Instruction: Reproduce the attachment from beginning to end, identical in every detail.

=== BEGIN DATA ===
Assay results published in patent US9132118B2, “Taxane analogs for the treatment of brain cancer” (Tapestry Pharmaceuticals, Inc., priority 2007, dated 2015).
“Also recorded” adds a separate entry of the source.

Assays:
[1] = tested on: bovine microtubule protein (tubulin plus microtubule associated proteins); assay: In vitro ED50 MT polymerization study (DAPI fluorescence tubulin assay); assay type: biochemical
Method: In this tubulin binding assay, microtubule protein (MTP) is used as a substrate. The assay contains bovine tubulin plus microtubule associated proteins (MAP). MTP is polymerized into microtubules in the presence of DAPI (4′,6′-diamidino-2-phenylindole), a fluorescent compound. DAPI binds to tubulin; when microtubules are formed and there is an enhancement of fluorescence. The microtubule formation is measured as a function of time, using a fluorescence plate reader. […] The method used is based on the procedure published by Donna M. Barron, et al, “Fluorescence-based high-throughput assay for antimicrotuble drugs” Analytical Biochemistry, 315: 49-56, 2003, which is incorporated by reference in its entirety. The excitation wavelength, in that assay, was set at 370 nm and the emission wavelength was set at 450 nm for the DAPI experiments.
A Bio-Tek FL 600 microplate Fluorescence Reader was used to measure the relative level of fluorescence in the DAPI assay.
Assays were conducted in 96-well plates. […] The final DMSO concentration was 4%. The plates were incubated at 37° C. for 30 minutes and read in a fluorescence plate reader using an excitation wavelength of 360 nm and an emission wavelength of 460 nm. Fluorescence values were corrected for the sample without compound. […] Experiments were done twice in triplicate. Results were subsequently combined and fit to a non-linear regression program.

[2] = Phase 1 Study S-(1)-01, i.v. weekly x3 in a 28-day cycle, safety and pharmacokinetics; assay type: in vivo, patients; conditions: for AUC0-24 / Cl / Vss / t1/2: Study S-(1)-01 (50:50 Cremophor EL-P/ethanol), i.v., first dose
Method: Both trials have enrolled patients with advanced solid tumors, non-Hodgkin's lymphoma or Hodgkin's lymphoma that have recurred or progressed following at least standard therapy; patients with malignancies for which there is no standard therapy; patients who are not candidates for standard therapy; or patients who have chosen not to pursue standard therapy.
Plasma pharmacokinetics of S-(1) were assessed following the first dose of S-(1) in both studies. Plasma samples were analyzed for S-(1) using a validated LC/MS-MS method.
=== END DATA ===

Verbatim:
Assay results published in patent US9132118B2, “Taxane analogs for the treatment of brain cancer” (Tapestry Pharmaceuticals, Inc., priority 2007, dated 2015).
“Also recorded” adds a separate entry of the source.

Assays:
[1] = tested on: bovine microtubule protein (tubulin plus microtubule associated proteins); assay: In vitro ED50 MT polymerization study (DAPI fluorescence tubulin assay); assay type: biochemical
Method: In this tubulin binding assay, microtubule protein (MTP) is used as a substrate. The assay contains bovine tubulin plus microtubule associated proteins (MAP). MTP is polymerized into microtubules in the presence of DAPI (4′,6′-diamidino-2-phenylindole), a fluorescent compound. DAPI binds to tubulin; when microtubules are formed and there is an enhancement of fluorescence. The microtubule formation is measured as a function of time, using a fluorescence plate reader. […] The method used is based on the procedure published by Donna M. Barron, et al, “Fluorescence-based high-throughput assay for antimicrotuble drugs” Analytical Biochemistry, 315: 49-56, 2003, which is incorporated by reference in its entirety. The excitation wavelength, in that assay, was set at 370 nm and the emission wavelength was set at 450 nm for the DAPI experiments.
A Bio-Tek FL 600 microplate Fluorescence Reader was used to measure the relative level of fluorescence in the DAPI assay.
Assays were conducted in 96-well plates. […] The final DMSO concentration was 4%. The plates were incubated at 37° C. for 30 minutes and read in a fluorescence plate reader using an excitation wavelength of 360 nm and an emission wavelength of 460 nm. Fluorescence values were corrected for the sample without compound. […] Experiments were done twice in triplicate. Results were subsequently combined and fit to a non-linear regression program.

[2] = Phase 1 Study S-(1)-01, i.v. weekly x3 in a 28-day cycle, safety and pharmacokinetics; assay type: in vivo, patients; conditions: for AUC0-24 / Cl / Vss / t1/2: Study S-(1)-01 (50:50 Cremophor EL-P/ethanol), i.v., first dose
Method: Both trials have enrolled patients with advanced solid tumors, non-Hodgkin's lymphoma or Hodgkin's lymphoma that have recurred or progressed following at least standard therapy; patients with malignancies for which there is no standard therapy; patients who are not candidates for standard therapy; or patients who have chosen not to pursue standard therapy.
Plasma pharmacokinetics of S-(1) were assessed following the first dose of S-(1) in both studies. Plasma samples were analyzed for S-(1) using a validated LC/MS-MS method.